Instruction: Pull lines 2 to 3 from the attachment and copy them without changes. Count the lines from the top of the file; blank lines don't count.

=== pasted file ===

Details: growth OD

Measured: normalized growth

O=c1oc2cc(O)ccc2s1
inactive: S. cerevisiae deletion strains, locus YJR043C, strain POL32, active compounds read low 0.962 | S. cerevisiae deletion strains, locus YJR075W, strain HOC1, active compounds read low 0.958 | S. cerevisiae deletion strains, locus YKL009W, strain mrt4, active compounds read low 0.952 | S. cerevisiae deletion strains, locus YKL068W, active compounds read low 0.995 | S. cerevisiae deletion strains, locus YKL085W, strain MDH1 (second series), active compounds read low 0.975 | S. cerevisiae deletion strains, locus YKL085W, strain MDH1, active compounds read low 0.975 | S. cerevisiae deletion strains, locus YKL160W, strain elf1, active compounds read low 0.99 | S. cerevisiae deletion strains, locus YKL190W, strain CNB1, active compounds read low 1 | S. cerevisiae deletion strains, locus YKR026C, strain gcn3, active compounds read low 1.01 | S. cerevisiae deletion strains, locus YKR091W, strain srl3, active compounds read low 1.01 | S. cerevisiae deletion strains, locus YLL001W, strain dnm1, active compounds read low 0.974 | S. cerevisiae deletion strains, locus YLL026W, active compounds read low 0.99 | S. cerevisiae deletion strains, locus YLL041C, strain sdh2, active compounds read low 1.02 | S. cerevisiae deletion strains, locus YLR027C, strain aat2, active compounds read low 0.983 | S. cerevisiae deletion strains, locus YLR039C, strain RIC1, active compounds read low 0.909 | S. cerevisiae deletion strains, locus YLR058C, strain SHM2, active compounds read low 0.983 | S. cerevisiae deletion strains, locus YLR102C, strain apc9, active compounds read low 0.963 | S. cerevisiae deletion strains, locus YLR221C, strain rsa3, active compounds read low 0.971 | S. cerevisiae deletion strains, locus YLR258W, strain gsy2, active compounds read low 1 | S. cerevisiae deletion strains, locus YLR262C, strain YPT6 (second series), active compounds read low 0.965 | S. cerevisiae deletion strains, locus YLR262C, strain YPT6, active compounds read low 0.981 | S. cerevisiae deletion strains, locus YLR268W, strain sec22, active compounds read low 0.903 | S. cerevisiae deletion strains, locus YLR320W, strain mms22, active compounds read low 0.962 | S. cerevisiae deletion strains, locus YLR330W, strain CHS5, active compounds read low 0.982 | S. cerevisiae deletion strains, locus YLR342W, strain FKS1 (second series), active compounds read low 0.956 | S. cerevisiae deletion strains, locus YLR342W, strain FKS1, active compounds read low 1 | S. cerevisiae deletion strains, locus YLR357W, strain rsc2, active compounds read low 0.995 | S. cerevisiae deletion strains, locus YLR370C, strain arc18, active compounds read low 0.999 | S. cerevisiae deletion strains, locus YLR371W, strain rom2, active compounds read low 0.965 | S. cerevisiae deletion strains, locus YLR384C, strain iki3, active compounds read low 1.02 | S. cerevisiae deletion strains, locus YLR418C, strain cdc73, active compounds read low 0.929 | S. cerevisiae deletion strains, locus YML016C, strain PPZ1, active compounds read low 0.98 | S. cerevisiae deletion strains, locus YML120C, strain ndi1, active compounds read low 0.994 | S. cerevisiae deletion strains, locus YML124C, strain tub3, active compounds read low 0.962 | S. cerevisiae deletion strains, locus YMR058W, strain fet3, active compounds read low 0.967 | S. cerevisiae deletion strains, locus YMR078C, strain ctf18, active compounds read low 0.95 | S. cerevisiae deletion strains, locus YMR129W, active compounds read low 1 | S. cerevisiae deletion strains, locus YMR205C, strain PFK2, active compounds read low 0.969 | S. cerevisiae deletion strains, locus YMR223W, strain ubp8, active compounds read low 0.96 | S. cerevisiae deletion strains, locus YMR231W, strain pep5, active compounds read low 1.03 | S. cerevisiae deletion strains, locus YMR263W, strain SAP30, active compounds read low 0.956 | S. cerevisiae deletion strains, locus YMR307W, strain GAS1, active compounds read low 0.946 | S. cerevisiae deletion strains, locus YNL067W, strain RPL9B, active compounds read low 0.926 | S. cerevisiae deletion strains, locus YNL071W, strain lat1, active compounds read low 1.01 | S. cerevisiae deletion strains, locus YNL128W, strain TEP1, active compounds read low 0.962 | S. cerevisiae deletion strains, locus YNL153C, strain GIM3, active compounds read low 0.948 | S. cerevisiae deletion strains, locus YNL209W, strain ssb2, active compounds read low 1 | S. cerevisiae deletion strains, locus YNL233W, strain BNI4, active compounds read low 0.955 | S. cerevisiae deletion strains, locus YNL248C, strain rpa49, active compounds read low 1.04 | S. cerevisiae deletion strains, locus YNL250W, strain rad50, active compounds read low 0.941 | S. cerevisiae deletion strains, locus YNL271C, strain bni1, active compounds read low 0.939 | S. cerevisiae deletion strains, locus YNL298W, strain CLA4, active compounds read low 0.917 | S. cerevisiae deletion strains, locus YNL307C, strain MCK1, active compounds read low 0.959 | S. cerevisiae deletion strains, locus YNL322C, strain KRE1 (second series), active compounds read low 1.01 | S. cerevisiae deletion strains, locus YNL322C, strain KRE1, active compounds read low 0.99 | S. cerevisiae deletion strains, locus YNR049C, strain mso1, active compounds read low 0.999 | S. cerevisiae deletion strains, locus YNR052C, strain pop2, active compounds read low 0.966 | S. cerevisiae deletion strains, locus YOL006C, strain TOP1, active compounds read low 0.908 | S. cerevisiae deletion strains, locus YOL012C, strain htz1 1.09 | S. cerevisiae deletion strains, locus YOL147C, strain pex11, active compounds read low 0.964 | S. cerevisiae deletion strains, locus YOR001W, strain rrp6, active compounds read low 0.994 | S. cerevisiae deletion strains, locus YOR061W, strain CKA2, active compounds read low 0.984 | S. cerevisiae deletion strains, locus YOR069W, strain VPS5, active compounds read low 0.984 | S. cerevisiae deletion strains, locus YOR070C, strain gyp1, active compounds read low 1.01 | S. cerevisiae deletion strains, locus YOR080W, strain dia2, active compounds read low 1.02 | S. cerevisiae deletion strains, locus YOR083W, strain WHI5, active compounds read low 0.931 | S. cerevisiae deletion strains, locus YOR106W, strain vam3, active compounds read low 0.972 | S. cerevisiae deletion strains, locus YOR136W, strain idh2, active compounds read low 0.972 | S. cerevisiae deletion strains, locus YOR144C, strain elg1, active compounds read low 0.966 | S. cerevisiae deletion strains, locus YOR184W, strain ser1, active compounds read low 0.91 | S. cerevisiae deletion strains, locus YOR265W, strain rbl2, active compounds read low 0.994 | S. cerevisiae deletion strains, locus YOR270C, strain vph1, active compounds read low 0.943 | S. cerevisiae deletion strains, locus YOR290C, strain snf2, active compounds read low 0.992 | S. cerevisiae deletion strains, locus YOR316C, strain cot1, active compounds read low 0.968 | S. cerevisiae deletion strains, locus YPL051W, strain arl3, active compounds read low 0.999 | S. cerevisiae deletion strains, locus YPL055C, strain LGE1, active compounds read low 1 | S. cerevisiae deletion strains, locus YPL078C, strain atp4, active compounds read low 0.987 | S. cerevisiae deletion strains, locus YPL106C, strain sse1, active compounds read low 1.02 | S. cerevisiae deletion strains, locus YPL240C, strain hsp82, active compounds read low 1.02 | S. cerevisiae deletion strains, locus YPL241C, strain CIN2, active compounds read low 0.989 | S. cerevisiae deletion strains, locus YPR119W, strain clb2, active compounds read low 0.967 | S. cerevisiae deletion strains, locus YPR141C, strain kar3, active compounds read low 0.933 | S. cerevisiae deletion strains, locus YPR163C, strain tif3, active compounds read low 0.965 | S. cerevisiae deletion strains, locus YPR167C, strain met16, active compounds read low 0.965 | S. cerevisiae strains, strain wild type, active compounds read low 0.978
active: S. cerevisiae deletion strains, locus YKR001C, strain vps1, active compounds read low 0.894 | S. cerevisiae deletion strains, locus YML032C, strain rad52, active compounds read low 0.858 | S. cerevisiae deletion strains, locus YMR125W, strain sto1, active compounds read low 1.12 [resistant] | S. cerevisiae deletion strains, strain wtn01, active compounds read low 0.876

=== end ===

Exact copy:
Measured: normalized growth

O=c1oc2cc(O)ccc2s1